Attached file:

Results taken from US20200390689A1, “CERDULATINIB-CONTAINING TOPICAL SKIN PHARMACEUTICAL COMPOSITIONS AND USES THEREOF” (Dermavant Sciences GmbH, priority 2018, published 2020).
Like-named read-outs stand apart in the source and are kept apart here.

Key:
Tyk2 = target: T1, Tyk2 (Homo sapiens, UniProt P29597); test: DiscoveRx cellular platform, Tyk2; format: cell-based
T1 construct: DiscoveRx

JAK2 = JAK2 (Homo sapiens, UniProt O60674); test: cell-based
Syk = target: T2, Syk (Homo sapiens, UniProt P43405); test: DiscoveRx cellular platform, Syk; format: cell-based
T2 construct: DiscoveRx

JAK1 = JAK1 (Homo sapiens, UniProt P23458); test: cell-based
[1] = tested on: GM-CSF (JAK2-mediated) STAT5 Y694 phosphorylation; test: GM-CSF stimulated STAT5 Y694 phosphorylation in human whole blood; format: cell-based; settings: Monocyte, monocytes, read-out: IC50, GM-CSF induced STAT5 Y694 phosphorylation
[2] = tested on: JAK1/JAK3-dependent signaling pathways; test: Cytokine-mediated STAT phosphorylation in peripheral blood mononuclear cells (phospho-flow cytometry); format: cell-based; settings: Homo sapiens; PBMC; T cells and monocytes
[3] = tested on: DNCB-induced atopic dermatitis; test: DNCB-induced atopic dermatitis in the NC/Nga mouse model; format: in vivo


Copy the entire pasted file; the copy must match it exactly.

Results taken from US20200390689A1, “CERDULATINIB-CONTAINING TOPICAL SKIN PHARMACEUTICAL COMPOSITIONS AND USES THEREOF” (Dermavant Sciences GmbH, priority 2018, published 2020).
Like-named read-outs stand apart in the source and are kept apart here.

Key:
Tyk2 = target: T1, Tyk2 (Homo sapiens, UniProt P29597); test: DiscoveRx cellular platform, Tyk2; format: cell-based
T1 construct: DiscoveRx

JAK2 = JAK2 (Homo sapiens, UniProt O60674); test: cell-based
Syk = target: T2, Syk (Homo sapiens, UniProt P43405); test: DiscoveRx cellular platform, Syk; format: cell-based
T2 construct: DiscoveRx

JAK1 = JAK1 (Homo sapiens, UniProt P23458); test: cell-based
[1] = tested on: GM-CSF (JAK2-mediated) STAT5 Y694 phosphorylation; test: GM-CSF stimulated STAT5 Y694 phosphorylation in human whole blood; format: cell-based; settings: Monocyte, monocytes, read-out: IC50, GM-CSF induced STAT5 Y694 phosphorylation
[2] = tested on: JAK1/JAK3-dependent signaling pathways; test: Cytokine-mediated STAT phosphorylation in peripheral blood mononuclear cells (phospho-flow cytometry); format: cell-based; settings: Homo sapiens; PBMC; T cells and monocytes
[3] = tested on: DNCB-induced atopic dermatitis; test: DNCB-induced atopic dermatitis in the NC/Nga mouse model; format: in vivo